Kayper may be soft-spoken, but the turntablist’s skills speak for her, hands a blur as she juggles beats and scratches up a storm. The U.K.-born Kaajal Bakrania (or Kayper, as she’s known on the club circuit) has been racking up the praise and awards since she started spinning in the late ’90s, including Best DJ at the 2012 London Bar & Club Awards. Kayper returns stateside Dec. 15 for her first gig at Lavo.
You started out as a hip-hop DJ, playing clubs in London at age 15. But now you’re dabbling in a bit of … everything?
I pretty much play everything now, from house to dubstep, drum and bass—whatever kind of style I can get into doing open-format and mash-up.
What first piqued your interest in spinning?
I used to have a Jazzy Jeff and the Fresh Prince album from the ’80s. My brother bought it, and one day I found it lying around, put it in the tape deck and heard “Live at Union Square,” a track of them doing a performance in New York. There was a part where the Fresh Prince tells Jazzy Jeff to break it down, and he goes into scratching. That was the point where I was like, “I have to learn that. This is what I want to do.” I tried to emulate that for months and months, trying to figure out how he was doing it. That was a turning point for me, when I realized this was something I really want to do.
Were you self-taught?
I used to use my cousins’ [turntables], who were a bit older than me. They used to DJ in the ’90s, and whenever I would go to the house they’d be practicing. I was always curious, but didn’t really know how to DJ and they’d show me. My older brother tried to get into DJing and wasn’t very good at it, so he left it and went off to university. I was left alone to sneak into his room and practice whenever I could after school. It did kind of happen by accident, but then I realized it was something I was good at and kept at it.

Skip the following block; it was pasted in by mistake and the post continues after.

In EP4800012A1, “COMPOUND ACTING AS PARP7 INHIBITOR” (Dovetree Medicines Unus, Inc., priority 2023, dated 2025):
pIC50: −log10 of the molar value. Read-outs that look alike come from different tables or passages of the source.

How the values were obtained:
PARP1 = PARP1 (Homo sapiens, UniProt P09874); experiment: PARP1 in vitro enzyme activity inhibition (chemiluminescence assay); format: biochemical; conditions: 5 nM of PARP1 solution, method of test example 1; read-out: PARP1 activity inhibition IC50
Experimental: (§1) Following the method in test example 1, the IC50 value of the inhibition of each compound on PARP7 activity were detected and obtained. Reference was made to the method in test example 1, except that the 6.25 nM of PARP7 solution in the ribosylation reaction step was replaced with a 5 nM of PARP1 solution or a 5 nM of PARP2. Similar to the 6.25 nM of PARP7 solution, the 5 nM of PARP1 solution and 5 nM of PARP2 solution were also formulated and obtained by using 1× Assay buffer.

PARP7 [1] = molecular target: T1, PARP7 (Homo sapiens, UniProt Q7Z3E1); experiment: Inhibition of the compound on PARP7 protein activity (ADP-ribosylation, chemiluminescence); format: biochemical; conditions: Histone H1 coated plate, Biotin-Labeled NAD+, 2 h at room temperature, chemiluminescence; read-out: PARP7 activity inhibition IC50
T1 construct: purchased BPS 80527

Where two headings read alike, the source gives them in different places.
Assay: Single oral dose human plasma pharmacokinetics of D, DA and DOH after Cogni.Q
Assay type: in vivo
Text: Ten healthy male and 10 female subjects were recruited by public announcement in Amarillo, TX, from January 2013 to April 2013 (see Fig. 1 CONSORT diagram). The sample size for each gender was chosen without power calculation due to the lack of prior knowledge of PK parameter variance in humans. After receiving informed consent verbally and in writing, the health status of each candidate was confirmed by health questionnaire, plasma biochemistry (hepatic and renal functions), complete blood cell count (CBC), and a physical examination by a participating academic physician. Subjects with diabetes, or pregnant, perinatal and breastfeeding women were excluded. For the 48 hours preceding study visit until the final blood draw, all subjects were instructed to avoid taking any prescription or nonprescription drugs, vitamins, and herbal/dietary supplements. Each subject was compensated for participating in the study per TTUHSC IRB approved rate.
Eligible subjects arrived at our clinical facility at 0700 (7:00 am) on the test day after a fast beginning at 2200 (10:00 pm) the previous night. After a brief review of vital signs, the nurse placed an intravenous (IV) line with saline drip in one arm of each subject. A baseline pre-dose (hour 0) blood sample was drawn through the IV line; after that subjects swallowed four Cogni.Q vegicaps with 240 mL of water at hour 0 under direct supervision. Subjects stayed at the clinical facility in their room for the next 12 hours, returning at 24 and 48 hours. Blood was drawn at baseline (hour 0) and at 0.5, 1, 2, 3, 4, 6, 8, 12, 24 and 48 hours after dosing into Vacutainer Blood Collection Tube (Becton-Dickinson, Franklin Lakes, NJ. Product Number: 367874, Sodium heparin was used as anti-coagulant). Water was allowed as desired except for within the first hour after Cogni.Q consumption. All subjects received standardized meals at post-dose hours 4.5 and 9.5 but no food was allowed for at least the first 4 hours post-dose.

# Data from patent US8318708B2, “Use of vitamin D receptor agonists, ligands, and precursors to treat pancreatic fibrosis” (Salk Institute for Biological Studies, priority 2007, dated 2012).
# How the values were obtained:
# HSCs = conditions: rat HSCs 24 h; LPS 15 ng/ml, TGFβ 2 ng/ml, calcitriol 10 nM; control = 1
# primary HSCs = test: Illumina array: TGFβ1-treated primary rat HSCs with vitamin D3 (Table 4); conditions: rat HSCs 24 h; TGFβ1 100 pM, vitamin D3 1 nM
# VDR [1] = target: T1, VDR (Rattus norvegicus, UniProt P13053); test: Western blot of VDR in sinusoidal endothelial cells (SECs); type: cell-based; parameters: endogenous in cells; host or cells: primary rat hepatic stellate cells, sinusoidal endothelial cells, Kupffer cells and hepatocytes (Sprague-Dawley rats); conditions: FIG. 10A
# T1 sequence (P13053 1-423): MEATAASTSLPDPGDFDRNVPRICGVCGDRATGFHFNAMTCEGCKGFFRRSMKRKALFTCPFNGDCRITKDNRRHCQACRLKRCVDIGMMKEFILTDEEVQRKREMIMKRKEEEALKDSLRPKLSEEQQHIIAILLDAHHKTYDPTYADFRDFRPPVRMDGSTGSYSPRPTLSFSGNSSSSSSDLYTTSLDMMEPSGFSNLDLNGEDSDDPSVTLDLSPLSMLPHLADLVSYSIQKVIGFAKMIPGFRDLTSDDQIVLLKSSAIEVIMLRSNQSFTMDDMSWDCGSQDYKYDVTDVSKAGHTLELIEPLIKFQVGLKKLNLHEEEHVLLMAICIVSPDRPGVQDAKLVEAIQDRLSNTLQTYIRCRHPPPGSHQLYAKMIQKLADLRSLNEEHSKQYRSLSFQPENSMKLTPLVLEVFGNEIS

Years later, Jazzy Jeff said you’re the best female DJ he’s ever seen in his life. What was it like to get such praise from the man who was responsible for first inspiring you?
If you ask any DJ who one of their main influences are, a lot of them will say Jazzy Jeff as a DJ idol; he’s one of the only [early] DJs who is still around, still relevant, still DJing, still touring—he plays in Vegas as well. It was amazing because I learned a lot of what I do from watching him. To have him acknowledge me was pretty cool.
What’s been the biggest hurdle to overcome for you in a male-dominated industry?
There are so many female DJs—I hate that term—but there are so many girls DJing out there who really just do it for the gimmick, not really for the love. Maybe someone told them they could make a lot of money out of it where all they have to do is show up, wear sparkly headphones and press play. But I’ve obviously been doing this for a long time, and when I started DJing that didn’t exist.
I feel like I’m always kind of underestimated, and I have to win the crowd over a lot more than the average guy. Maybe it’s just one of those things where I’m paranoid, but I get the feeling that every time I get on the decks, everyone’s like, “Oh, God. What she going to do? Play house? She’s gonna suck and do a Paris Hilton, and is probably not really DJing.” But as soon as I get at least 10 minutes into my set, I know they’re going to change their minds. That’s the biggest thing for me is to get people to see me as a DJ rather than a female DJ. It would be nice one day if I wasn’t called a female DJ, just a DJ.
Your track “Gimme Some” with dubstep producer Engine Earz was signed to Diplo’s Mad Decent label, but it’s been awhile since you’ve released a track. Anything on the horizon?
I’m working on my first EP, which is supposed to come out in February. I’ll be hibernating as much as I can over the next couple of months to work toward that. The last thing that I had out was quite awhile ago, but a lot has changed musically. In the States it hasn’t, because that whole genre of hard, aggressive dubstep is still around, but in England we’ve moved on. Being a DJ, it’s really hard to not get influenced by what’s going on musically because I have to hear other people’s music every day. So I have to take a break and think about what I actually want to make rather than being influenced by everyone else. So, that’s what I’ve been doing—sitting in the studio every single day.